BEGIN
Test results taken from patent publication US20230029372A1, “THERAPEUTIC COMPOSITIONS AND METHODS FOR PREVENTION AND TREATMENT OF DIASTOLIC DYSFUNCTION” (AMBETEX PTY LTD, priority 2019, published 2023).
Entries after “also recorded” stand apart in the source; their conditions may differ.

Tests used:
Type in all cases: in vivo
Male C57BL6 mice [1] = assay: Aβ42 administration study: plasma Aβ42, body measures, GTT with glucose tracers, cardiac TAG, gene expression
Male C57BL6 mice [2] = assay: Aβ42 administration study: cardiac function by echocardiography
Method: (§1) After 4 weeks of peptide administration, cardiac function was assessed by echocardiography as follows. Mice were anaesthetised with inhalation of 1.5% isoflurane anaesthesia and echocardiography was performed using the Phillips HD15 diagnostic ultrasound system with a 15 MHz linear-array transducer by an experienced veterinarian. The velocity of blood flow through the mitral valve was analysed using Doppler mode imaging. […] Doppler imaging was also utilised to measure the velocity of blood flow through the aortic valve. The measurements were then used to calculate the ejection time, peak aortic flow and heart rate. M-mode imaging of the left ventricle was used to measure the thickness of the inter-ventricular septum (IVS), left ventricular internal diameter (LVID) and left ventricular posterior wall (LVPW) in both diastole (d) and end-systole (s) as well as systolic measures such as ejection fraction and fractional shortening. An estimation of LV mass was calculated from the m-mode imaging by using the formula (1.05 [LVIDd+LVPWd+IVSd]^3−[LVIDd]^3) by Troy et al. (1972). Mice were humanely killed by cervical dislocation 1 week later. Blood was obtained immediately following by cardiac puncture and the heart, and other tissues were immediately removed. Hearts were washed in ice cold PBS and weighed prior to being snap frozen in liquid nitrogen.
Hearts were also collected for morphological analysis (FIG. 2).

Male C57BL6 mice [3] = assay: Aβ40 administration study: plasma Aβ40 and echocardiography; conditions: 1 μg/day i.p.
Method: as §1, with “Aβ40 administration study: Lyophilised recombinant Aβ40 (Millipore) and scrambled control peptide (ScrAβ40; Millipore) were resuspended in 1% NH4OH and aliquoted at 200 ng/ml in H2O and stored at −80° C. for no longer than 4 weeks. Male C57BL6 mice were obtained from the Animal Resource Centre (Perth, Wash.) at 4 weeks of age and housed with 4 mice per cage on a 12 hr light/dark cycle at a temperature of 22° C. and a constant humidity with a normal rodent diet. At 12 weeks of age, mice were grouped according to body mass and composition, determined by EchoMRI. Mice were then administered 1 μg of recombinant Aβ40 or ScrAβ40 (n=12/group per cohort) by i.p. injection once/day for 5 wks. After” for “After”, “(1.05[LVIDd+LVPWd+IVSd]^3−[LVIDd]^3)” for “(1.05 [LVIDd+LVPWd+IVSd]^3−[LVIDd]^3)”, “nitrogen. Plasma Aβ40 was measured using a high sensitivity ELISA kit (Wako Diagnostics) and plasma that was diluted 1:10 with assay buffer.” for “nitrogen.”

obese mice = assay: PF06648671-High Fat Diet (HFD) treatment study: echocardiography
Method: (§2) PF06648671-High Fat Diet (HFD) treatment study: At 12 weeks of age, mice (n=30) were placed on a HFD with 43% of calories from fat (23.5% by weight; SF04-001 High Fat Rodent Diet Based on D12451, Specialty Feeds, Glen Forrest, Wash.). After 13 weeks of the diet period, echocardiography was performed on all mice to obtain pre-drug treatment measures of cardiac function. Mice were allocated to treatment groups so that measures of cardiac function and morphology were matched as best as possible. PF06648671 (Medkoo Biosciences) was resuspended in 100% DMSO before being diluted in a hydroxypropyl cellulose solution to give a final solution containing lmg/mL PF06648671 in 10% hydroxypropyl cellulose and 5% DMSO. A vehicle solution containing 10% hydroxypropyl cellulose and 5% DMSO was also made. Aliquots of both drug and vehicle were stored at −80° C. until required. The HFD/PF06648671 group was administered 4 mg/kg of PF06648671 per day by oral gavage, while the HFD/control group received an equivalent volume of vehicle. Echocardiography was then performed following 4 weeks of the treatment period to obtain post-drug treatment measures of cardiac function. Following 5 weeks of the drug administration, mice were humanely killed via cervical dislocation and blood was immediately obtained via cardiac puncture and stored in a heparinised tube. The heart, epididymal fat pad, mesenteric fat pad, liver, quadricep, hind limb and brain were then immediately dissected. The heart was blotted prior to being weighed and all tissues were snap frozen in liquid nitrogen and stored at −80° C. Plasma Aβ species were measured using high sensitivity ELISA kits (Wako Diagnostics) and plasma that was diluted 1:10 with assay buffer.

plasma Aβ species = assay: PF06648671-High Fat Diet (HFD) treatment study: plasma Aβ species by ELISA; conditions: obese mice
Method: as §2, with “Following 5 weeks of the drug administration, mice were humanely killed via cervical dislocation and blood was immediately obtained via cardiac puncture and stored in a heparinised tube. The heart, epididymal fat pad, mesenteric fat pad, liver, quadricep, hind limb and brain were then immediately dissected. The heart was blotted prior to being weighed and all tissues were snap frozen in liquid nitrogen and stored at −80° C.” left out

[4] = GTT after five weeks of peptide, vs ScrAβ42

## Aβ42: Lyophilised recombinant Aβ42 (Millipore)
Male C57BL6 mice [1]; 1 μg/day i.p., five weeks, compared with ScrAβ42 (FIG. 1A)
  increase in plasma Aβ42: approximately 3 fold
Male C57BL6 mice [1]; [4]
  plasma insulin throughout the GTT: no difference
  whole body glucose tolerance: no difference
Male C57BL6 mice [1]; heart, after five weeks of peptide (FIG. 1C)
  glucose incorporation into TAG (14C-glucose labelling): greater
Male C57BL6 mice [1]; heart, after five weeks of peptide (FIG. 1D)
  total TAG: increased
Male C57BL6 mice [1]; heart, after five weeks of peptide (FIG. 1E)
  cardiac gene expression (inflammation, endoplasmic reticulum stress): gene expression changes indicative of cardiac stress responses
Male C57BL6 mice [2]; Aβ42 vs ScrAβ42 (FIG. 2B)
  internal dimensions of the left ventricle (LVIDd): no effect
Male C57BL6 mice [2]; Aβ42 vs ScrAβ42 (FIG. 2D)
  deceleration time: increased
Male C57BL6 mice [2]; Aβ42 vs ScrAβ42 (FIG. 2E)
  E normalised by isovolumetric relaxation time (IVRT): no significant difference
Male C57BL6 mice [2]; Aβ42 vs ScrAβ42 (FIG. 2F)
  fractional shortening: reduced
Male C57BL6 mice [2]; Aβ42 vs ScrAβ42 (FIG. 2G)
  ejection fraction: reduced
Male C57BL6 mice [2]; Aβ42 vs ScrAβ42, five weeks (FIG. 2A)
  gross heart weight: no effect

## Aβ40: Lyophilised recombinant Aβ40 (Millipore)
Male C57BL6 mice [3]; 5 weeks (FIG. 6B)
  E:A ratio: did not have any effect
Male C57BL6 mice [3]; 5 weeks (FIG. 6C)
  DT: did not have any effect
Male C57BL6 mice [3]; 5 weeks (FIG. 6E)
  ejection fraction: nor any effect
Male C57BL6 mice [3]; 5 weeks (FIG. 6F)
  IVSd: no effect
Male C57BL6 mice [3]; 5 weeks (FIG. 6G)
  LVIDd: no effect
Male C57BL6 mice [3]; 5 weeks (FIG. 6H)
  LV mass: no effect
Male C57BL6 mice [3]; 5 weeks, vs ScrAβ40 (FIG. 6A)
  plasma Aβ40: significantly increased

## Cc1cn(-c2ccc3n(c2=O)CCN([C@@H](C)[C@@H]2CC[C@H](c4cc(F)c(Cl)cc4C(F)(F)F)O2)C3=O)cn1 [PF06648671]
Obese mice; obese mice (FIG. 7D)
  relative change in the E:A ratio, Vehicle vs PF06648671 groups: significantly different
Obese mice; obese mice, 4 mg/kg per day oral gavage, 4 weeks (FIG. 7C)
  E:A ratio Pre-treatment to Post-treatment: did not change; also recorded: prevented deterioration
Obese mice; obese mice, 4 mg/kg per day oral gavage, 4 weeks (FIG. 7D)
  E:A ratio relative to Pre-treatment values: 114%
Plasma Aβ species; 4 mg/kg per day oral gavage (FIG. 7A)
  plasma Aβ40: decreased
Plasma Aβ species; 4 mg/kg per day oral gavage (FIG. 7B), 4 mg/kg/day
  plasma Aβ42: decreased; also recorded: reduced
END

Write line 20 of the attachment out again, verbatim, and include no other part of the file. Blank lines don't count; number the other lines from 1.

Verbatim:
  plasma insulin throughout the GTT: no difference